Stop trying to change the name of Black Lives Matter

Protesters carry signs insisting all lives matter.

Protesters carry signs insisting all lives matter.

Since it became a national movement, Black Lives Matter has been met with antagonism for its name alone. The phrase “black lives matter” is seen by some as divisive, confrontational and perhaps even racist. It reveals a great deal about the struggle black Americans face that controversy arises when they assert the value of their lives.

But there’s an important reason why the name shouldn’t be changed: In our criminal justice system, black lives are not treated like they matter. The name is therefore both an expression of what we wish reality to be and an exposé of what reality isn’t. Continue reading

Activists are right to make Bernie blacker

Activists join Democratic presidential candidate Martin O'Malley on stage at the Netroots Nation conference. (CNN)

An activist joins Democratic presidential candidate Martin O’Malley (right) and moderator Jose Antonio Vargas at the Netroots Nation conference. (CNN)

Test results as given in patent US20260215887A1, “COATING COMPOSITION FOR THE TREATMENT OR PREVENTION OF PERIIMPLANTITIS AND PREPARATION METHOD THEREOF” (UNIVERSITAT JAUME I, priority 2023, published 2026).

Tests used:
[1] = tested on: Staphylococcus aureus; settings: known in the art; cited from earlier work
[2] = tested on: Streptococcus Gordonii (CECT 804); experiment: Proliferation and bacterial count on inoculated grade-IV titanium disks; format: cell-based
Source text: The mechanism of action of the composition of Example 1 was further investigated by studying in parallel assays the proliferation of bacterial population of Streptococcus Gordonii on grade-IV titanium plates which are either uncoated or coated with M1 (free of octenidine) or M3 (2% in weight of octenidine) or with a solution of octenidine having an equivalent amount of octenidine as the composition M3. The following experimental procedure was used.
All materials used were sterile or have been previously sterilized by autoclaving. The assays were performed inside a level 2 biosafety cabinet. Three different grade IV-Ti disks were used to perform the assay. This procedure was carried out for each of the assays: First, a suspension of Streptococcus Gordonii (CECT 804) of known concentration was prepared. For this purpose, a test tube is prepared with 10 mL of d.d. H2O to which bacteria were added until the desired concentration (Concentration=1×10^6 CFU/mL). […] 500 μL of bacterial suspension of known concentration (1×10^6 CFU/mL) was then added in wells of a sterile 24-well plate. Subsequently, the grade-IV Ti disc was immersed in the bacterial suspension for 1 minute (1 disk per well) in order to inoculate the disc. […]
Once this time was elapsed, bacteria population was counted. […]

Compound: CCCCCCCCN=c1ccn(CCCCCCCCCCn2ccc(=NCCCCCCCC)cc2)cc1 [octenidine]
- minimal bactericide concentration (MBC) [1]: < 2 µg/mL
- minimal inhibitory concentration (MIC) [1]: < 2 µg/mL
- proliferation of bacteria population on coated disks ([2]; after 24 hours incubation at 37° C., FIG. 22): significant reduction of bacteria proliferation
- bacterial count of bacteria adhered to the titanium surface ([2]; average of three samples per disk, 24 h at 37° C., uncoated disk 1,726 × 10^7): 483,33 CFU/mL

Ordinarily, the Netroots Nation convention – an influential, annual gathering of progressive politicians and activists – might not receive much press outside of progressive media. But this year, a group of #BlackLivesMatter activists made headlines when they challenged Democratic presidential candidates, notably Martin O’Malley and Bernie Sanders, to address issues of police brutality and systemic discrimination against black Americans. Continue reading

Bree Newsome is a hero to us all

Bree Newsome commits one of the most iconic acts of defiance, patriotism and civil disobedience in decades.

Bree Newsome commits one of the most iconic acts of defiance, patriotism and civil disobedience in decades.

As politicians hem and haw about removing the Confederate flag from the South Carolina capitol building, one activist decided she’d take matters into her own hands – literally. On June 27, Bree Newsome, an activist and artist who’s spent a lifetime opposing injustice, climbed the flagpole, removed the flag and was arrested promptly upon hitting the ground. Continue reading

Baltimore mom, Toya Graham, should be proud of her son

Toya Graham grabs her protesting son and forces him to go home with her.

Toya Graham grabs her protesting son and forces him to go home with her.